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A CENTURY OF SONG

New York Times, Sunday, April 23, 2017

Author: Olivia Mitra Framke
Editor: Will Shortz
Olivia Mitra Framke
TotalDebutCollabs
14/23/20170
SunMonTueWedThuFriSat
1000000
RebusCirclePangram
010
Horse Head

This puzzle:

Rows: 21, Columns: 21 Words: 140, Blocks: 71 Missing: {X} This is the debut puzzle for Ms. Framke NYT links: Across Lite PDF
Notepad: When this puzzle is done, draw a line connecting the 11 circled letters, starting and ending in square #28, so as to spell a phrase related to the puzzle's theme.
Olivia Mitra Framke notes: I am so grateful and amazed that my first published crossword is with the New York Times... and on a Sunday no less. What a place to start! It was during my college years at Vassar that I really got ... more
Olivia Mitra Framke notes:

I am so grateful and amazed that my first published crossword is with the New York Times... and on a Sunday no less. What a place to start!

It was during my college years at Vassar that I really got into crosswords, not on campus, but when I'd visit home. It became a ritual that my dad would hoard the Times Magazines so that we could do the Sunday puzzles together when I returned. We'd take turns, and each time I'd try to "crack" the theme before he did. In the beginning, I didn't have a chance at finishing one on my own, but I did so many that soon I was getting the themes before my dad even got a chance to look at them.

Solving Elizabeth Gorski's 2013 Secretariat puzzle was a turning point for me. I was completely floored by her ingenuity and wanted to know exactly how she pulled off such a cool trick. So I started looking into what it takes to make crosswords and made a few for fun.

Three years later, I found myself with a lot of time on my hands after finishing grad school. I started to wonder about the world of crossword publication and got in touch with Nancy Salomon, who kindly gave me a crash course in puzzle construction. I learned so much from her, and there is simply no way I would be here without her tough love and incredible patience. With her help, I went from struggling to find the right construction software to having this puzzle accepted by Will in just under six weeks. It's been one hell of a ride.

I'm very proud of today's puzzle, which honors one of my all-time favorite musicians. The grid went through many iterations, but once I decided on using a phrase as the connection points for the image (instead of alphabetical connectors), it started to come together. I hope you like it!!

Jeff Chen notes: Homage to a jazz great, near what would have been ELLA's 100th birthday. I'm a huge jazz fan, having played in jazz bands for 20 years in my youth; neat to see Ella honored. Love that I SING LIKE I FEEL ... more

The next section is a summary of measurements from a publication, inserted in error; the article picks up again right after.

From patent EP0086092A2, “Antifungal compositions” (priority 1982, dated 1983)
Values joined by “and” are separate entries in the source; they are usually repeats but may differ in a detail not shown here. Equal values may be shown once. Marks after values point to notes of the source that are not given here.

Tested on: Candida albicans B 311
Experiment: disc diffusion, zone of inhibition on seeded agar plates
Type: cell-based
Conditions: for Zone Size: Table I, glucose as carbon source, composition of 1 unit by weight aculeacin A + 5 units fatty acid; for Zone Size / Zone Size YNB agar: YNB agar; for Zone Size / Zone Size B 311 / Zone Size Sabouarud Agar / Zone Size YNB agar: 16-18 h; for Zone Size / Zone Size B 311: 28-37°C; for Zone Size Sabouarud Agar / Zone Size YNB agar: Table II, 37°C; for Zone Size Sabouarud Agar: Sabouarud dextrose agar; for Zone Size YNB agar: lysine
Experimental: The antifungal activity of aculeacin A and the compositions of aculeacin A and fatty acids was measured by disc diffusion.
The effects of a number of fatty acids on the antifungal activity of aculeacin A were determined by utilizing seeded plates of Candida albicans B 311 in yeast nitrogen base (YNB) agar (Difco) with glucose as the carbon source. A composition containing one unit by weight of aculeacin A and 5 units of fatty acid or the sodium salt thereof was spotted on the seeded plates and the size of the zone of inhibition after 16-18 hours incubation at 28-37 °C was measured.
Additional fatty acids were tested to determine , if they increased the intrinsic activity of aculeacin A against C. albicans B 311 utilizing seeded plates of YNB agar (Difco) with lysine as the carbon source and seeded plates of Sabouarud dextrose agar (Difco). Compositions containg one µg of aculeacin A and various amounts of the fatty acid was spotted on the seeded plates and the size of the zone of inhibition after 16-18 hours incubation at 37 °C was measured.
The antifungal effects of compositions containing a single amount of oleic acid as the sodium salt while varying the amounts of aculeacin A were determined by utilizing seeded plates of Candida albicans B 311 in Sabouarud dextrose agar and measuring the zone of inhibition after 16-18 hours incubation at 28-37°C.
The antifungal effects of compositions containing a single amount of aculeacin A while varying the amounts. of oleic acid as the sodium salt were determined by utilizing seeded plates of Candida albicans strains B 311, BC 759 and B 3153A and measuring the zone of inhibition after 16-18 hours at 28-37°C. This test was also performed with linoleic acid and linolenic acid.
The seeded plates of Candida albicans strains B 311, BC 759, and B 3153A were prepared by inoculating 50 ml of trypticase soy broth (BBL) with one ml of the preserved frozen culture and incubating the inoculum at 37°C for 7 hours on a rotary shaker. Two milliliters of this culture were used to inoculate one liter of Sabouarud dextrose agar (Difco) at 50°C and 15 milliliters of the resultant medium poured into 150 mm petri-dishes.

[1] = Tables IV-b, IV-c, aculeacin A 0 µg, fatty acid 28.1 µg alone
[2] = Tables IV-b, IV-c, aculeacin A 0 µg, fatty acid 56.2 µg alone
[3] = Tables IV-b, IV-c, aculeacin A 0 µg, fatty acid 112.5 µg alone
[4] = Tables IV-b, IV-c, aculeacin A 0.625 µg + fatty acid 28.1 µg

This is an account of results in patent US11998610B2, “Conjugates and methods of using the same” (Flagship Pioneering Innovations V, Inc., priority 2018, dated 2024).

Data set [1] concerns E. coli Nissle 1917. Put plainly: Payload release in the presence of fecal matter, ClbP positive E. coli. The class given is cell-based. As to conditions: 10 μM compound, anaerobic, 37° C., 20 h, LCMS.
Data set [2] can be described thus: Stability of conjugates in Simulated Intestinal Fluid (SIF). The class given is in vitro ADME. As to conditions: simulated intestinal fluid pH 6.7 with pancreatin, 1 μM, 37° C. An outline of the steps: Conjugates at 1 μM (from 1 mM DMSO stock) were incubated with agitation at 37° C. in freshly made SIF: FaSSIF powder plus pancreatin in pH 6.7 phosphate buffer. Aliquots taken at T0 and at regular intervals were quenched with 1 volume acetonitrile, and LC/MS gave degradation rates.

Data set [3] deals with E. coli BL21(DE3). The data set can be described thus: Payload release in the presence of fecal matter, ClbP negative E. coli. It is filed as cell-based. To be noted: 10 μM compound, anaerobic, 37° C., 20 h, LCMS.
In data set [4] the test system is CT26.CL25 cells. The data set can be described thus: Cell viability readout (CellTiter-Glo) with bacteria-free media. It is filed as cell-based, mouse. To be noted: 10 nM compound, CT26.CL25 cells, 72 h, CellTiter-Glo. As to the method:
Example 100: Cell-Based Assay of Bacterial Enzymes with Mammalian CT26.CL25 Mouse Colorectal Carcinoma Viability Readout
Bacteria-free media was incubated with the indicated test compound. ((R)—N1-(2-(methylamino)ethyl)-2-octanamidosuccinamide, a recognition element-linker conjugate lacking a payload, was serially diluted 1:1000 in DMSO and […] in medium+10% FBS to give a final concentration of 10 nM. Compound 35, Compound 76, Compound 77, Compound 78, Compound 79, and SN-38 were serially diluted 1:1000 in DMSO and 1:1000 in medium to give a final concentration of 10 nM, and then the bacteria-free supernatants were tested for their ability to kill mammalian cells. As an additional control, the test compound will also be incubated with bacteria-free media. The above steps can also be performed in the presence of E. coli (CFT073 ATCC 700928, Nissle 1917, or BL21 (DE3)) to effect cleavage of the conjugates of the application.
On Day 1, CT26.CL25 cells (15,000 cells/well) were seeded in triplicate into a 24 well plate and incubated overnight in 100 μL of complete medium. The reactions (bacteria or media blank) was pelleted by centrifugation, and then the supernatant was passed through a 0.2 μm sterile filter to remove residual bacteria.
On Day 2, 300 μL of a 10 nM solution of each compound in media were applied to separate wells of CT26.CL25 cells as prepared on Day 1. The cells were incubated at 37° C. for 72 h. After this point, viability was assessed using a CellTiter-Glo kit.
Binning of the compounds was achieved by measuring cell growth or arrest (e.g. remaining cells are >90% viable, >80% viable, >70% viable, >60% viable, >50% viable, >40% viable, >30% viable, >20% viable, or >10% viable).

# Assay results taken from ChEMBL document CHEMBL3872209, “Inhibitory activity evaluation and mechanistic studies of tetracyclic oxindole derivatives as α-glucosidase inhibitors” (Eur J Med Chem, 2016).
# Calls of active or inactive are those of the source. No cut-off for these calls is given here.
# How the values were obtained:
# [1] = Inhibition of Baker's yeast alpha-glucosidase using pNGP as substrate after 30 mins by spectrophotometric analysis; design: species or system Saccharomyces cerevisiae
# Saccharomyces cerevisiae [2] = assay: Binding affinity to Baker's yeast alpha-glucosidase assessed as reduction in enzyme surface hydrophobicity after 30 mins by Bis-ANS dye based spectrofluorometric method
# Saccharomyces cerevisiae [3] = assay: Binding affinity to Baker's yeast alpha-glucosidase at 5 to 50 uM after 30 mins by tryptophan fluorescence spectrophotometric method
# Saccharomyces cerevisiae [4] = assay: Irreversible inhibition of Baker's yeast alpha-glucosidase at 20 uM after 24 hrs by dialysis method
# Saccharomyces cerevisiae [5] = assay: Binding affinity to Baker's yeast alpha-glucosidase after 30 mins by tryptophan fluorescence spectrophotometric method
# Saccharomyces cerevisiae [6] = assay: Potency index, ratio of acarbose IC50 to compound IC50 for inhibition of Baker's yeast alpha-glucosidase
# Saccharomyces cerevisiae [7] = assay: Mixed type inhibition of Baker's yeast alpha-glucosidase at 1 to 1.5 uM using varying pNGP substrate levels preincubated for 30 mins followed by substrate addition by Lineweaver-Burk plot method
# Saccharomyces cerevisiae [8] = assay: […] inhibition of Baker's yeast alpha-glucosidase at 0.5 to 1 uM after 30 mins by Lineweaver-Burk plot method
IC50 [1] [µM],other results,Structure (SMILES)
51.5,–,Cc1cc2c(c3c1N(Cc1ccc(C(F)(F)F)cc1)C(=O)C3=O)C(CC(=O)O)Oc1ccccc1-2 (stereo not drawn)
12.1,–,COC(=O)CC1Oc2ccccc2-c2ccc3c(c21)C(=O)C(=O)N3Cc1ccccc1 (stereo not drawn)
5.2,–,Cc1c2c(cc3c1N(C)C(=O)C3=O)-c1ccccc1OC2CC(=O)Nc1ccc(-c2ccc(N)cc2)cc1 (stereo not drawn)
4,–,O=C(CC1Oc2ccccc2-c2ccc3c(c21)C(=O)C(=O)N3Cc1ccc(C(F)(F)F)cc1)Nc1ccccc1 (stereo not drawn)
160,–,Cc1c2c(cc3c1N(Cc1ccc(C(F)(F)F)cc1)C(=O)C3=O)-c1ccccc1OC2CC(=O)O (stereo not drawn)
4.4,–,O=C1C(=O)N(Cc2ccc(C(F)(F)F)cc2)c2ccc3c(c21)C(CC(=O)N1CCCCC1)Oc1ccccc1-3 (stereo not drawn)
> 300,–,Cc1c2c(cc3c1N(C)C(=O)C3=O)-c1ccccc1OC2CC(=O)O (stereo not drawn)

Jeff Chen notes:

Homage to a jazz great, near what would have been ELLA's 100th birthday. I'm a huge jazz fan, having played in jazz bands for 20 years in my youth; neat to see Ella honored.

Love that I SING LIKE I FEEL quote — perfect for someone known for her soulfulness, right up there with Nina Simone. If you haven't listened to her HOW HIGH THE MOON rendition, it's well worth a listen. A TISKET A TASKET is not one of my favorites, but it did help make her a star.

A shame that IT DON'T MEAN A THING didn't make the cut. One of her best performances.

Tribute puzzles can feel like a Wikipedia page, a dry listing of factoids, so I liked the QUEEN OF JAZZ crown visual. I wasn't familiar with this nickname, though — and LADY ELLA was only vaguely familiar — so that took away some of the impact for me.

I used to think that dot-to-dot puzzles weren't that hard to make … until I constructed one (coming out later this year). Turns out they're devilish, especially if you need exact placements of certain letters.

It wouldn't be hard to build around the letters if the crown were the only factor, but they all must interact with so many themers.

As if that wasn't hard enough, Will's max of 140 words means that you have to build the entire grid using fairly long entries!

Take the upper middle region. ABEET, SIA, OF NO, RESNAP aren't great. But with ELLA, the E O F hanging out in that section, and the long words like CONSUMER, it's hard to avoid using gluey bits. (If it were allowable, going up to 142 words could have helped, maybe by placing a black square at the S of CONSUMER.)

I did wince at ACETAL crossing AGHA and NUI crossing NUIT. Both should be gettable for regular crossword solvers, but it's these kind of things that potentially turn solvers away from crosswords. (If I had a nickel for every time I've heard "I have to know WHAT?")

Overall, Olivia does pretty well with this Herculean task — quite a way to make one's debut!

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© 2017, The New York TimesNo. 0423 ( 24,638 )
Across Down
1. Italian relatives : MAMMAS
7. Part of the earth : CRUST
12. ___ Coast, scenic area near Capri : AMALFI